Hello and happy Wednesday. November and December of 2019 were good months for me blog-wise because I got four different requests to read and review books, which happens but not that often and not all at the same time. I was invited to be a part of a blog tour for A People’s History of Heaven by Mathangi Subramanian and of course I said yes because I’m always open to reading new books and sharing my thoughts about them with you, especially if they represent identities that are often invisibilized. Let me tell you, if you want diversity, read this book. I would like to thank NetGalley, the publishers and the authors for the opportunity to participate in this blog tour.
I read this book between December 30th, 2019 and January 1st, 2020 and gave it five stars. I actually interrupted my reading of other books to devour this one because I was captivated from the very first page. The very first page is a list of the characters with a brief description of them, and I love it when I get that because I feel that I can get to know the characters even before the beginning of the story. Right from that very first page, I felt similarly about this book as I felt towards The Smell of Other People’s Houses by Bonnie-Sue Hitchcock; I felt cozy, I felt like I was part of the characters’ lives and I felt like they would be a part of mine from then on.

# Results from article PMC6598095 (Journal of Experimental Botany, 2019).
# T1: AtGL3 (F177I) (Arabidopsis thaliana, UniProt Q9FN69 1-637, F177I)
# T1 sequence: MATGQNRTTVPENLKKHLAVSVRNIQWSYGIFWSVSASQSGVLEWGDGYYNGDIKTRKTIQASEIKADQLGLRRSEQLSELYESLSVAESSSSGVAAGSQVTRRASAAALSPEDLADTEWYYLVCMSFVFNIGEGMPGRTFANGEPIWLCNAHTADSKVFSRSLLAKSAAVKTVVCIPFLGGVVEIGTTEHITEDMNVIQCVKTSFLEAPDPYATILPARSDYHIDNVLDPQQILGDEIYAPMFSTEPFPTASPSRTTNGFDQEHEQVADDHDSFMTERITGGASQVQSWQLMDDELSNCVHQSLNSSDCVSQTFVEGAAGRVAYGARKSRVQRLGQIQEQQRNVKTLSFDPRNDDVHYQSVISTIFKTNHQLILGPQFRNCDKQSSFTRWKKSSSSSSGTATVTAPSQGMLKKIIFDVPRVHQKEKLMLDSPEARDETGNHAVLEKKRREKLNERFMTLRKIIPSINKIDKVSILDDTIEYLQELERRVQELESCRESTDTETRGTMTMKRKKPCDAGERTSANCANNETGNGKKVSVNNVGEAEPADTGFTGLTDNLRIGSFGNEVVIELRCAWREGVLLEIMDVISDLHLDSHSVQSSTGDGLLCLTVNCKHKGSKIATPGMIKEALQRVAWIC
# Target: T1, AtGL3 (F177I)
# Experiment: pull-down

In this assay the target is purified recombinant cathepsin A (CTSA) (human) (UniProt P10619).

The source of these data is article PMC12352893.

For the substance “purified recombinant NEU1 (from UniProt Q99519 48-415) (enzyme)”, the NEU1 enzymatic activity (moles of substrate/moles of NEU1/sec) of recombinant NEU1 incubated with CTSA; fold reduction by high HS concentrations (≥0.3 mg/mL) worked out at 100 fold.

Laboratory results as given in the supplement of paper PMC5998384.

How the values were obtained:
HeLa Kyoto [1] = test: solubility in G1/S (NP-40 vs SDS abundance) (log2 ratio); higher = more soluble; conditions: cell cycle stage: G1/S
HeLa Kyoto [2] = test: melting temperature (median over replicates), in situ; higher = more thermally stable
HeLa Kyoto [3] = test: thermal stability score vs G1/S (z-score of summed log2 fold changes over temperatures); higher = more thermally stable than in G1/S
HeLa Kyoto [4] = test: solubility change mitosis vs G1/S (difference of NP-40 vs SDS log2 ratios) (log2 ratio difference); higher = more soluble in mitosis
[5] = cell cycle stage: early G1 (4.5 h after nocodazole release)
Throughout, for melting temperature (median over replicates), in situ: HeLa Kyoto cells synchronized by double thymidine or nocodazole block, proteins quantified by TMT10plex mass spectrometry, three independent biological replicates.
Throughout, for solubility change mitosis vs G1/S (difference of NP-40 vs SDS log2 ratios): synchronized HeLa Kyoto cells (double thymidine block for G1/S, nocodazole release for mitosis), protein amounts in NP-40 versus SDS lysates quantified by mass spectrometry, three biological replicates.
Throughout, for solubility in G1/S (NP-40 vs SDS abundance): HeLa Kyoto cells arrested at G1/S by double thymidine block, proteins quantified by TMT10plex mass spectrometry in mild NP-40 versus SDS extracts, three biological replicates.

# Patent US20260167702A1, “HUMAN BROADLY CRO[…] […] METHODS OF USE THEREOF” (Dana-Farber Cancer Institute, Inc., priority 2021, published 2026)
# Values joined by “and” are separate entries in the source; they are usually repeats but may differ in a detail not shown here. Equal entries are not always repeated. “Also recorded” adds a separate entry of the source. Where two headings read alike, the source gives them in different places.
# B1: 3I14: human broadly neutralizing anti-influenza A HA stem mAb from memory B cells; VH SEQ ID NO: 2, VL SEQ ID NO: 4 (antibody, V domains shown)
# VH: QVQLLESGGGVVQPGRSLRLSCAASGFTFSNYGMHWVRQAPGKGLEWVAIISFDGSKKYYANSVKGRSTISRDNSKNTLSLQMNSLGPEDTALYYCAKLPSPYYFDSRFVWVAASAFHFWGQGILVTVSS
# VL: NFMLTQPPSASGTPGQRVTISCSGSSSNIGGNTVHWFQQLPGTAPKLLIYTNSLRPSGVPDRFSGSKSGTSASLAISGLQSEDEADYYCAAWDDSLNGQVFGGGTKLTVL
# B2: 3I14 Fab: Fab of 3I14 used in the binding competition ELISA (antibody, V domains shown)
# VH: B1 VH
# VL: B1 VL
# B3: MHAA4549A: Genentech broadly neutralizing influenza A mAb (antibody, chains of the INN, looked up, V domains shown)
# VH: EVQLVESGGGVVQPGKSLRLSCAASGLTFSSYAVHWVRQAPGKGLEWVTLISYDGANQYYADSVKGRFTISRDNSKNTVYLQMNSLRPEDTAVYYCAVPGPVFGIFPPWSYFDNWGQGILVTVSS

From the initial description of the characters, we know that one of them is visually impaired (I’m not sure if this is the correct term to use, but it’s the one used in the book), one is queer, and one is a transwoman. The story is set in India and the story is own voices, so there is also representation for POC. Honestly, reading this book is almost like a must because at least in my case, it drove me away from the same bland setting and the same bland characters and the same bland authors.
Heaven, where the main characters (who are all female) live, is a slum in India that is being demolished by the government and turned into white-washed buildings like huge malls. I read about colonialism in India when I was in high school, of course, but I’d never read a novel that narrated what actual people went through, and it was eye-opening.
Every chapter or set of chapters focuses on one of the characters and alternates between the past and the present. In this way, it’s more like a collection of short stories that are tied up by the events of the present, the seemingly imminent destruction of the slum and the efforts of the women to stop it.
What books that discuss cultures other than the American or the Western one do you recommend? Let me know in the comments.
Love, Miss Camila